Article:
Nessun Dorma, No one sleeps. I can’t argue with the people that tell me I don’t get enough sleep. It’s true. I do tend to burn the candle at both ends from time to time. I’m not really an insomniac, I just have a lot of things to get done. If every day had 36 hours, I probably still couldn’t get everything done. I should give it a try on another planet. The astronomers say the day on the planet Mercury is equal to about 58 ½ Earth days. That seems like enough time to work in a little nap here or there.
“Nessun Dorma”, probably the most famous tenor aria in all of opera, is from Puccini’s Turandot. In the opera, suitors must answer three riddles to win the right to marry the beautiful but cold-hearted princess Turandot. They ring a gong, take their shot at answering the questions, and they are beheaded if they get the answers wrong. This is opera, so no one asks too many questions about why would anyone want to risk their life to marry a cold-hearted princess, no matter how beautiful. You just accept that idea and go on with the production. Calaf (himself a prince in disguise), answers the questions correctly, and Turandot is furious, as she never had any intention of giving in to one of these suitors. Calaf offers a deal. Since no one knows his name, if she can guess it before sunrise, he will allow himself to be put to death. The order goes out that no one shall sleep until this suitor’s name is discovered. Calaf, confident of his victory, sings Nessun Dorma, the most famous of tenor arias. The words in English translation:
Nobody shall sleep!…
Nobody shall sleep!
Even you, o Princess,
in your cold room,
watch the stars,
that tremble with love and with hope.
But my secret is hidden within me,
my name no one shall know…
On your mouth I will tell it when the light shines.
And my kiss will dissolve the silence that makes you mine!…
(No one will know his name and we must, alas, die.)
Vanish, o night!
Set, stars! Set, stars!
At dawn, I will win! I will win! I will win!
The superstar tenor Luciano Pavarotti made this aria one of his signature numbers. His career brought operatic arias to millions of people whom otherwise might never have listened to this music. His success gave many arias lives of their own, separate from the operas in which they were sung.
Sometimes in opera, sleep is inflicted upon a character as a magical curse. The most famous example of this is in Die Walküre, Richard Wagner’s second music drama of the Ring cycle. In this opera, Brünnhilde is being punished by Wotan for disobedience. There was a duel between an angry husband, Hunding, and a guy named Siegmund who had wandered into his house during a storm and fell in love with Sieglinde. (By fell in love, we mean Sieglinde is pregnant with a baby who will be Siegfried, the hero of the next drama in the Ring cycle). Brünnhilde was supposed to ensure Hunding’s victory. Instead, she believed in love and helped Siegmund. The reasons that Wotan needed to have Siegmund lose are complicated, and involve several hours of operatic adultery, incest and the wrath of Wotan’s wife Fricka (the protector of wedlock). Wotan himself has to intervene, and Siegmund dies his operatic death.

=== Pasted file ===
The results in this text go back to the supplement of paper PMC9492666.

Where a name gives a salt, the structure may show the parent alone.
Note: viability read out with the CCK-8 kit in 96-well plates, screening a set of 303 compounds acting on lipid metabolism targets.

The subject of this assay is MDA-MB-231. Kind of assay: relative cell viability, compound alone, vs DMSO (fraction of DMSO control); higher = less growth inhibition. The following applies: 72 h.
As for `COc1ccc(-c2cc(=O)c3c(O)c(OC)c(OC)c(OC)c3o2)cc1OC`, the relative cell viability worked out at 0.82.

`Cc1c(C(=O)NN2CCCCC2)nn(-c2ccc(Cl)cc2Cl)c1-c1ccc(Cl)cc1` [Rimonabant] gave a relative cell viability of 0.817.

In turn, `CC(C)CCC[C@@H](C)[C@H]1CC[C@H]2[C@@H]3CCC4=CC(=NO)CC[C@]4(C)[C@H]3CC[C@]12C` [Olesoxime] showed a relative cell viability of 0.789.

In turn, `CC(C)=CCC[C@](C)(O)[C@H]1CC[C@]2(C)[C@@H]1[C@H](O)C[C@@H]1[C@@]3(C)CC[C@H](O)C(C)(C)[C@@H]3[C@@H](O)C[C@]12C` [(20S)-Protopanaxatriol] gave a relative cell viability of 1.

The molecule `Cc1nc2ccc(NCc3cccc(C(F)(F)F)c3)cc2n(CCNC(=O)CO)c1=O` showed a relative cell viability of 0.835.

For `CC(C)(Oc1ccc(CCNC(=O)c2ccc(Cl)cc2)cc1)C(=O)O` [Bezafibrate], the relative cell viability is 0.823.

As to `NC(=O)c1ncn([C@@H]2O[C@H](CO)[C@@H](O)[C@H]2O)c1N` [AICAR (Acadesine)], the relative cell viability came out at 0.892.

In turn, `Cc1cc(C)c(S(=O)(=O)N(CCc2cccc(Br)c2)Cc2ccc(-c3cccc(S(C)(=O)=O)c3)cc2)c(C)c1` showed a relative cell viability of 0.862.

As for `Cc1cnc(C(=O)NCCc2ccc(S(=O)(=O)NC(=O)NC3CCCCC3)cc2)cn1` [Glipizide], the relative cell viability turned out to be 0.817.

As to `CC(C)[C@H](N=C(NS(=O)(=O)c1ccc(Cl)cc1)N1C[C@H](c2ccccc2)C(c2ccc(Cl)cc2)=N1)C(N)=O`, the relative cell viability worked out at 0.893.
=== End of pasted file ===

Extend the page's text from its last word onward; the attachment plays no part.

Wotan’s punishment was to curse Brünnhilde into a magical sleep and fall victim to the desires of any random man who came along. She was to be defenseless prey. She pleads for some mercy, and as his favorite daughter among the Walküres, he takes some pity on her at the last moment. She is still put into a magical sleep, and will be owned by the next man to come along, but Wotan surrounds her with a magical ring of fire. This fire will keep out all but the most brave and worthy heros. (Just goes to show there are always a few obstacles to overcome to get to a good woman 🙂 ) It also sets up much of the action in the next opera, Siegfried. This performance from the Metropolitan Opera has English subtitles for our convenience.
When people ask me, “when do you ever sleep?”, I usually try to muster my best Sam Elliot impersonation and say “I’ll get all the sleep I need when I’m dead”. This always sounds a lot cooler in my head than it seems to play in person. Maybe I should start quoting Hamlet:
To sleep: perchance to dream: ay, there’s the rub;
For in that sleep of death what dreams may come